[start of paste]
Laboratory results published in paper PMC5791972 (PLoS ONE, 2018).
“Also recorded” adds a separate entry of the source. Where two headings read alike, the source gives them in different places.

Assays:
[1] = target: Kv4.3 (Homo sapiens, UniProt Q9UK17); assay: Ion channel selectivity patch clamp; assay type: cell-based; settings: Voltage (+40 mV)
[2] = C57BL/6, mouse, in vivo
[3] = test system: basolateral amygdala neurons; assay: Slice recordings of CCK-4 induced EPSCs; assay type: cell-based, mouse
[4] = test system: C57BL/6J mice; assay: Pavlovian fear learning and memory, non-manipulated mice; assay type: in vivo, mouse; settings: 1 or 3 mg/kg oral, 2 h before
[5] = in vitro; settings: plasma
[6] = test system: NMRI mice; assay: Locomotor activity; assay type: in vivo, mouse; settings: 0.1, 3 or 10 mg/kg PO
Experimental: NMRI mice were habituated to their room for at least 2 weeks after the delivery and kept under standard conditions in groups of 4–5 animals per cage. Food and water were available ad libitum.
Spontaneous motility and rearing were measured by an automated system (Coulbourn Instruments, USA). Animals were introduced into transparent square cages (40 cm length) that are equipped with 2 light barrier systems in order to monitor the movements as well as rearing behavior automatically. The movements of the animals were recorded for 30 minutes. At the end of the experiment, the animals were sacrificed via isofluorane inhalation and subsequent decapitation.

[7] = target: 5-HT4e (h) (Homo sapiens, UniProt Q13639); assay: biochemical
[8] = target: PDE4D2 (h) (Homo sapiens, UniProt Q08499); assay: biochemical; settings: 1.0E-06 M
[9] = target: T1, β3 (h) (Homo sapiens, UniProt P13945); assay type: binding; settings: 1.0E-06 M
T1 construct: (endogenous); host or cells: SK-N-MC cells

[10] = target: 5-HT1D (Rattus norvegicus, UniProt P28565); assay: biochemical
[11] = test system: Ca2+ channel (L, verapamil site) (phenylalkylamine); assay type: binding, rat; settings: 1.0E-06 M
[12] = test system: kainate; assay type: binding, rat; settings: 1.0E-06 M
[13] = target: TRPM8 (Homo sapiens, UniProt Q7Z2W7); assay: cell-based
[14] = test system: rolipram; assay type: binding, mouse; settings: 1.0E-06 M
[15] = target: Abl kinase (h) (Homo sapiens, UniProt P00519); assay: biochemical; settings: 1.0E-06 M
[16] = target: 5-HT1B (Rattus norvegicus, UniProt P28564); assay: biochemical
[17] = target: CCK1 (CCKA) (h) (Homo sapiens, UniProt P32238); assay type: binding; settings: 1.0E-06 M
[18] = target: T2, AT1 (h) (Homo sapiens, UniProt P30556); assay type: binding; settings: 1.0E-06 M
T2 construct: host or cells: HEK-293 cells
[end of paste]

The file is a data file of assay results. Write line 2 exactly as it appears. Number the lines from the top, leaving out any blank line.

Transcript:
“Also recorded” adds a separate entry of the source. Where two headings read alike, the source gives them in different places.